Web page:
Assessing Food Insecurity in the OSU Pediatric Ambulatory Clinic Population

Crockett-Woods H, Fugate C
Oklahoma State University Medical Center, Tulsa, Ok- oklaho, United states

Background: According to the U.S. Department of Agriculture, food insecurity is defined as the lack of adequate food, which is limited, by a lack of money or other resources. Rates of food insecurity in our clinic, as assessed by anonymous patient survey, which included the Six-Item Short Form of the Household Food Security Scale, were 34.6% in 2015(1). As a result, the AAP recommended 2-question validated food security screening tool (2) was employed at each visit clinic wide. Patients determined to be food insecure were offered resources and assistance.
Objectives: The purpose of this study is to evaluate assessment of and responsiveness to food insecurity by providers in an urban pediatric clinic. Secondary endpoints assess age, race/ethnicity and insurance source of patients identifying as food insecure.
Design: A retrospective chart review of all patient visits from September 1, 2016-August 31, 2017 was completed. 249 charts were chosen at random for review. Data collected included number of patients positive and negative for food insecurity; number of patients positive for food insecurity who were provided resources and clinical guidance; and age, race/ethnicity, and insurance source of children identified as food insecure. Data analysis was performed by Dr. Mark Payton, Department of Statistics, Oklahoma State University.
Results: Food insecurity was assessed using the 2-question screening in 100% of the patient visits reviewed. Of 249 charts, data showed 5.62% of patients were positive for food insecurity and all providers documented giving community resource handouts to patients. Age had no statistical difference on food insecurity (p-value 0.8948). Female patients were from food insecure families 5.98% of the time and 5.3% of males were from food insecure families (p-value 0.8162). Black patients were food insecure 5.26% of the time, 7.25% of Caucasian patients were food insecure, 0% of Hispanics and 1% of patients identifying as “other” were food insecure (p-value 0.4926). Patients with Medicaid were food insecure 5.61% of the time and patients with private insurance were food insecure 5.71% (p-value 0.9797).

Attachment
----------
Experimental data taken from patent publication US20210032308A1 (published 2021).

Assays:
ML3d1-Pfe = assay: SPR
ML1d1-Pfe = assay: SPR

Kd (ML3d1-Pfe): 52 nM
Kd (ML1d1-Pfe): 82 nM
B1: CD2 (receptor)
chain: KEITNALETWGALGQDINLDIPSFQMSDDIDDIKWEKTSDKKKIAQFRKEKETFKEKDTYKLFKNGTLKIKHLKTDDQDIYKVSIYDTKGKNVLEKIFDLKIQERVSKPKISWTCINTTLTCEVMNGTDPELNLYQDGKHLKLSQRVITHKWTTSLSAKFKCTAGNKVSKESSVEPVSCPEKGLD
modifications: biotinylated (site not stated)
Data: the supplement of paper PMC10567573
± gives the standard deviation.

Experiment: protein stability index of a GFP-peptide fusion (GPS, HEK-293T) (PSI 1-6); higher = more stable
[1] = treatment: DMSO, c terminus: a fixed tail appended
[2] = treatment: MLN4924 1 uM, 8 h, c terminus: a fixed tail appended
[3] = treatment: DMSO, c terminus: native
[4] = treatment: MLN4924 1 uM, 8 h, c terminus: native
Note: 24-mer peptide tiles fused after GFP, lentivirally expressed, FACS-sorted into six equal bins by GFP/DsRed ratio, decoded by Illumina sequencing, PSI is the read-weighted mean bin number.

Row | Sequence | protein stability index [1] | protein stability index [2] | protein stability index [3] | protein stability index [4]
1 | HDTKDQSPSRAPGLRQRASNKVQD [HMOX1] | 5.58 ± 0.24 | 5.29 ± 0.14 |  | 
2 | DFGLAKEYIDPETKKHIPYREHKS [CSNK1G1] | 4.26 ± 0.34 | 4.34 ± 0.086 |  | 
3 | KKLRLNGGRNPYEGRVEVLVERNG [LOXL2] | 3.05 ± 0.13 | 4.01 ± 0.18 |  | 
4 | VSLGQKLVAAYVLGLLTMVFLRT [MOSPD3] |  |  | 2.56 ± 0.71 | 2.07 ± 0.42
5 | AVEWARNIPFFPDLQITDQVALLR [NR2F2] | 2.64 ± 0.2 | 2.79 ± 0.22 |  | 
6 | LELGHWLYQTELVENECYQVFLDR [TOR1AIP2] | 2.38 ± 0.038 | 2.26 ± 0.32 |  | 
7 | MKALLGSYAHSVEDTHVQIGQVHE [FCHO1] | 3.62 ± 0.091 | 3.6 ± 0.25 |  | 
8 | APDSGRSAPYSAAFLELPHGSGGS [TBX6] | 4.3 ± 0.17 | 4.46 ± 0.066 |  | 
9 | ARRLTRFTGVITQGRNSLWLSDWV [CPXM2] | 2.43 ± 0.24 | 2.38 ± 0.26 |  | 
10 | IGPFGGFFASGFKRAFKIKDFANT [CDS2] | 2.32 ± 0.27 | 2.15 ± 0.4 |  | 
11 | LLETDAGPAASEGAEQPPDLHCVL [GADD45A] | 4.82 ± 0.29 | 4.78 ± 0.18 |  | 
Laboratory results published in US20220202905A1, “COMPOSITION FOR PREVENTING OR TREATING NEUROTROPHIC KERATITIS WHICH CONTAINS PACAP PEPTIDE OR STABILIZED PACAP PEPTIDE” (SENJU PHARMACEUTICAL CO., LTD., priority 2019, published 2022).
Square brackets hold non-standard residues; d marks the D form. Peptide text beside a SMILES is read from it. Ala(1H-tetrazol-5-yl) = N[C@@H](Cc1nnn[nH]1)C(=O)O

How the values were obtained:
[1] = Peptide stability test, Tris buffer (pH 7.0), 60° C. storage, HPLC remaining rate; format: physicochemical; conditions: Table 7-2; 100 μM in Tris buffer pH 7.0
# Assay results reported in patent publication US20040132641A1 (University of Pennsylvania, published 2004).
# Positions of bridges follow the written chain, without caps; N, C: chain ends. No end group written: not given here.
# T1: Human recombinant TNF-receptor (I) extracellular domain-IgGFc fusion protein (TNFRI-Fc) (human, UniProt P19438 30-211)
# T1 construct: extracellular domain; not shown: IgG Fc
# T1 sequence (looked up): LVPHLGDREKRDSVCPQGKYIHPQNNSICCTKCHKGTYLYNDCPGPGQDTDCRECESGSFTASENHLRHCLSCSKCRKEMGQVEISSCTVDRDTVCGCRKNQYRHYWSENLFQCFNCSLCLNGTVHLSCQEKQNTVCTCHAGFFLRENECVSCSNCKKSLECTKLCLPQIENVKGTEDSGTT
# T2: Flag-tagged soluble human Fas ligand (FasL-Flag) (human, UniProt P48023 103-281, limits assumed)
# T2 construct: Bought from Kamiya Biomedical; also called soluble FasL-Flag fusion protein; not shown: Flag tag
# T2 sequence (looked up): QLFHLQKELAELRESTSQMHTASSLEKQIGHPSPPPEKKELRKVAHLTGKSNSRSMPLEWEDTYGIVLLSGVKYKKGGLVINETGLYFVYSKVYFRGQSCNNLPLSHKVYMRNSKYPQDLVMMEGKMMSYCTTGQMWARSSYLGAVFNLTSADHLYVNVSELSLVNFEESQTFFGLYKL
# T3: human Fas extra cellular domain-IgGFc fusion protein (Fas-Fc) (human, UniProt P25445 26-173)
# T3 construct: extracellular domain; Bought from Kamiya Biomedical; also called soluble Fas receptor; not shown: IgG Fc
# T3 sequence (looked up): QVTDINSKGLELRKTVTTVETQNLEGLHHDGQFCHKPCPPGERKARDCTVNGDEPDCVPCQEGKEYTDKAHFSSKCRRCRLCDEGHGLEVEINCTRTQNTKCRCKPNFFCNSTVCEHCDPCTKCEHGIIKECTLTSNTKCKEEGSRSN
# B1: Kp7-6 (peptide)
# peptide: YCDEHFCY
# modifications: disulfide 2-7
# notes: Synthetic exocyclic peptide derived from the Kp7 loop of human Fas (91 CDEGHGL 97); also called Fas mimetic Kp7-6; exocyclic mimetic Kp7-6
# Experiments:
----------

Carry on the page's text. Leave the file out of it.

Conclusion: Findings show that assessment of and responsiveness to food insecurity was high. There were no significant differences in rates of food insecurity across all demographic groups measured. Notably, rates of food insecurity measured via anonymous patient survey vs. 2-question screening tool differed. This could be due to several factors including reporting bias, language barriers, and caregiver discomfort in affirming food insecurity, and differing sensitivities among assessment tools. Additional study is necessary to determine how to best assess and address food insecurity in our clinic.

1. Carly Sorenson. An Evaluation of Household Food Insecurity and Chaos in An Urban Pediatric Patient Population Poster presented at: ACOP. 2015; Orlando, FL.
2. Council on Community Pediatrics, Committee on Nutrition. Promoting Food Security for All Children, Pediatrics Nov 2015, 136 (5) el 431- el 438; DOI: 10.1542/peds.2015-3301